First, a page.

He joined our group as if he’d been there forever. Laughing, joking. The two of us were the disruptive influence that night. That probably shocks everyone… that I could be a disruptive influence, I mean. I love fun repartee. Dave knows how to do it and do it well.
So, when he asked on the Facebook page if anyone had time to read his newest release, Running, well, I kind of owed him. You know, after roping him into my disruptive shenanigans.
I sent a few copies out to folks on my launch team and began reading. Immediately, I liked what I saw.
But… I was behind on my own book and had half a dozen reviews pending. So, with much reluctance, I set aside my Kindle and wrote.
But it taunted me. Beckoning.
When I finished milestones, I let myself read a chapter… or two.
Then it happened. While making some handy tips things for the blogging group I’m in, I needed to test something. I used Dave’s upcoming blog tour to do that. I didn’t actually mean to sign up. After all, I already had bought the book. I’d already committed to this. Why take a spot from someone else?
But… the delete thing didn’t work, so I ended up on it.
Turns out, I still wasn’t finished with that book as of Thursday night. It’s a good thing I oopsed.
Because I really wanted to finish this book. There were things I loved about it, and a few I suspected I’d hate. Here they are.
Note: Links may be affiliate links that provide me with a small commission, but hey. It doesn’t cost you anything extra. Also, while I am on the Celebrate Lit blog tour, I purchased this book before I knew the tour even existed.
What I Loved about Running and What I Hated
Let’s start with characters. Jim Mitchell has everything a good character should. He’s appealing, interesting, humorous, and delightfully flawed. Let’s face it. I’m a sucker for a good guy who gets a well-deserved smackdown now and then… as long as he’s got something more going for him, too.
Jim’s wife, his friends, his advisors… they all just really had a lot going for them. I loved it. Even the antagonists… fit. They weren’t too over the top for the most part. And the couple of moments I wondered about, I eventually decided made sense.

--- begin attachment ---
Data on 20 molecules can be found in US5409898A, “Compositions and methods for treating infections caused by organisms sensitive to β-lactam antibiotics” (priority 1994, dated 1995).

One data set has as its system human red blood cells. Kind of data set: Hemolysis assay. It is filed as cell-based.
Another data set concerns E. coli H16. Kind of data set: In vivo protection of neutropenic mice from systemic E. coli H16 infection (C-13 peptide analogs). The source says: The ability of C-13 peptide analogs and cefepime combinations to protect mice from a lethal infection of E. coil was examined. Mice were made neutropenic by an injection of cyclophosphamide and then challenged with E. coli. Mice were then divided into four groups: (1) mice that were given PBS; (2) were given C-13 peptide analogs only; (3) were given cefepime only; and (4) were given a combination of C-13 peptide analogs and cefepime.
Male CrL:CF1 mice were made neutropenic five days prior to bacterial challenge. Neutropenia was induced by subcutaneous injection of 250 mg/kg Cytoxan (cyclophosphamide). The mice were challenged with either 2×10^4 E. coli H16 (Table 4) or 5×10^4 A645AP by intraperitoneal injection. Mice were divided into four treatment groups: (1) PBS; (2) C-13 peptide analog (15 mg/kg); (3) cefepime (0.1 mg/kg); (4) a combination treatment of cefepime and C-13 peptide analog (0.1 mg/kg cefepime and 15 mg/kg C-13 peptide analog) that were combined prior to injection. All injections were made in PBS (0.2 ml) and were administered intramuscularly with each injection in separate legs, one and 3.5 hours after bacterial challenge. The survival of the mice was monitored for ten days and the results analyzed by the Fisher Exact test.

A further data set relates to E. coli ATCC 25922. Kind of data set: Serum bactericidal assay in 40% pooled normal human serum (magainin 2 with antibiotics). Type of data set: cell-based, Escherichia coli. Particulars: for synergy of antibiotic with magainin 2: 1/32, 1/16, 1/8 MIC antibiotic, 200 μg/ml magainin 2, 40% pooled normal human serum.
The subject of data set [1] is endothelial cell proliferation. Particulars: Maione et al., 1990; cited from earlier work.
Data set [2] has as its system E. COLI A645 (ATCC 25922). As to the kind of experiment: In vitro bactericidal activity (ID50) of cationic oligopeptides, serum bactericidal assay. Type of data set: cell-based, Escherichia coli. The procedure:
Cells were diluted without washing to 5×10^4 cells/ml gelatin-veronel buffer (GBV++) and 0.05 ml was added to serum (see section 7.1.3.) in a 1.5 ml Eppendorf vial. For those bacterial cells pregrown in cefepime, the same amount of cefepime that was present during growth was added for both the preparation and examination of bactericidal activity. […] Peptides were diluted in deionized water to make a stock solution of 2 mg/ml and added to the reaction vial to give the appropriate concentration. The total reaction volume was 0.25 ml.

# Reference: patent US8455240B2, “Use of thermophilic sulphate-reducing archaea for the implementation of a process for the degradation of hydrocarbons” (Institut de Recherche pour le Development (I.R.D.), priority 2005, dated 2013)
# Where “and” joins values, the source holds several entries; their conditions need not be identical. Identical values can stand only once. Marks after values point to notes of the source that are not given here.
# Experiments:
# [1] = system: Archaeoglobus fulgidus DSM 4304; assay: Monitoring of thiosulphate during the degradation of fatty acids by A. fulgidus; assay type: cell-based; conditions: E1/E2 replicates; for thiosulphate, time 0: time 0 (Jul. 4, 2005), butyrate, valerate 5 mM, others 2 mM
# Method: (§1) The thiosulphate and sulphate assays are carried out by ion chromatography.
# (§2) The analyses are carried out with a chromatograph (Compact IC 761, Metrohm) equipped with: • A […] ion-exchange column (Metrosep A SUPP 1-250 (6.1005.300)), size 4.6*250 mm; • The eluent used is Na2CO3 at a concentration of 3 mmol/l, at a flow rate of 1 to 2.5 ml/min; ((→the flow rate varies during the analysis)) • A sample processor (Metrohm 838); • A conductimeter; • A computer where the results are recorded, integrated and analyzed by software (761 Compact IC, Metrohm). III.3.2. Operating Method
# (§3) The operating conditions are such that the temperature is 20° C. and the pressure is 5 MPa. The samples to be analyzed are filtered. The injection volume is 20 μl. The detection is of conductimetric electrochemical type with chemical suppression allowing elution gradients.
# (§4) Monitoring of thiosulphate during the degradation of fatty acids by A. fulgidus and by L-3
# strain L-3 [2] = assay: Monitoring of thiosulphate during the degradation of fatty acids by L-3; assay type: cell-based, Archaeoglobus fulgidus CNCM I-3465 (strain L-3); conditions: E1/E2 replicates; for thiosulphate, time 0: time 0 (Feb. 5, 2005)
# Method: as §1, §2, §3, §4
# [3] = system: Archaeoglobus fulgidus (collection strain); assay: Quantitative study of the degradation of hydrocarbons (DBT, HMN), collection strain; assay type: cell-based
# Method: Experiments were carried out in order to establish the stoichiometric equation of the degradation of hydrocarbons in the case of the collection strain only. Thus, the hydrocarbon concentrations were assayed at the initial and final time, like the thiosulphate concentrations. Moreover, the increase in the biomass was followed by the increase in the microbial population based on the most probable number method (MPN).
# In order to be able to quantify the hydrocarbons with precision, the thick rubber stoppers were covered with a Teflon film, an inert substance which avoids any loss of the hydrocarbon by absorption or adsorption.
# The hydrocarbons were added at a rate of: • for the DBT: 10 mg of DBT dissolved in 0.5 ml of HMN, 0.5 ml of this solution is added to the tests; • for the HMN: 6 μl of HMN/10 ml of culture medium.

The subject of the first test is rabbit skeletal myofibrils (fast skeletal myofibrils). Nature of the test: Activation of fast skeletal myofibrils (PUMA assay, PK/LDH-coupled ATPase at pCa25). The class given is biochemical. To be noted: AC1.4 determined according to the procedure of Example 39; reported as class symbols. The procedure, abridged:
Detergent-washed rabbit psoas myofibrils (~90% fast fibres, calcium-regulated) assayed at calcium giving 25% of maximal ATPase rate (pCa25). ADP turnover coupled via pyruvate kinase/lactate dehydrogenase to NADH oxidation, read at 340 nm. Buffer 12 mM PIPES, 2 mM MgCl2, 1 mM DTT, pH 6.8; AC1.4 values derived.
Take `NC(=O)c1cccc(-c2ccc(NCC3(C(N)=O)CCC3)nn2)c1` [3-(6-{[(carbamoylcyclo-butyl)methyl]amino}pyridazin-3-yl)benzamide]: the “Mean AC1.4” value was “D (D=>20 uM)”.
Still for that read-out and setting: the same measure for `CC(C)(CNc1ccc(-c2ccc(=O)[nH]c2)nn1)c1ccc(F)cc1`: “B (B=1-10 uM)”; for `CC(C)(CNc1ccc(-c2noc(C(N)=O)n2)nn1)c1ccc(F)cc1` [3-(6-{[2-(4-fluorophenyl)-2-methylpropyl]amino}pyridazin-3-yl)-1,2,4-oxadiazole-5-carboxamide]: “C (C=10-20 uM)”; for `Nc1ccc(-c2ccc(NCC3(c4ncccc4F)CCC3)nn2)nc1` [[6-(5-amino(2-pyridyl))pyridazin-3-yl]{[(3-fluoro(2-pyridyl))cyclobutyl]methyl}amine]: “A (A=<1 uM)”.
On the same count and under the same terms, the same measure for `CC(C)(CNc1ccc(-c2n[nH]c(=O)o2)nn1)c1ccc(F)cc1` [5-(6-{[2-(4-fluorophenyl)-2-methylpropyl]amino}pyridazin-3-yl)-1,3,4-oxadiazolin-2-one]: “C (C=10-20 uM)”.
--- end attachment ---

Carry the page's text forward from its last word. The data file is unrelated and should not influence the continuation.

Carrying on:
Aside from one scene early on where I was afraid he’d be that guy who gave way too much description about every little thing, I loved how he managed to give us everything we need without bogging us down. The things he chose to show generally had a point to them beyond just anchoring us to the scene, which is some seriously good writing right there.
One thing that resonated with me the most was how authentic and natural the faith of the characters was. It wasn’t perfect or forced. Instead, we got a glimpse of just how those people we know from church or Bible study live lives when we’re not around. Mistakes, strengths—all of it is shown in natural outpourings of a life lived for God. Beautiful.
It’s a familiar one—one simple guy against corrupt government. And I never get tired of that. I cheered when Milbrandt referenced Mr. Smith Goes to Washington. We see it every day on the news—more political corruption, more violence. Just more. This book addresses it again for the same reason romance writers address romance in every book. Because it’s a part of our lives and we need the political/legal “happily ever after” just as much as the guy/girl thing.
I also loved that he made me want to buy and read the rest. It made me want to know what came first. Not once did I feel like I got a spoiler for the other books (although, technically I’m sure I did), and not once was I lost as to what was going on.
Okay, so what I hated about Running?
Well, the only thing I really hated was that I hadn’t read the other two first and didn’t have time to do it before reading this. That was sad. I do have them scheduled in my TBR list and I look forward to it. I suspect I’ll read this again afterward, too.
There were a couple of things that bothered me now and then. I’m known for being a bit of a book snob—even about my own books! Hey, I’m an equal-opportunity snob that way.
The main thing that bothered me was that occasionally the conversation was a little too “on the nose.” Subtext would have gone a long way to keeping the flow natural while still conveying all the information. Still, it wasn’t all the time and I kept turning the page because the story was compelling enough.
Nothing else poked at me enough to make me be able to remember it a few hours after closing the book, so I’m leaving it there.
Who do I recommend this book for?
The quickest way to describe this book is Alton Gansky’s Distant Memory meets Robert Whitlow’s legal/political novels. So, if you liked either of those, you’ll probably like the Jim Mitchell series—or at least, Running.
Book Title: Running
Author: Dave Milbrandt
Genre: Christian Suspense
Release date: May 1, 2018
An assassin’s bullet sends Jim Mitchell running. When he’ll stop is anybody’s guess.
A tragedy propels Jim into a vacant state assembly seat. The new lawmaker and his wife have a baby on the way, but that doesn’t stop the people trying to keep him from a job he never wanted in the first place. Then Jim gets involved in a plan to thwart a major terror attack that could either make him a hero or get him killed.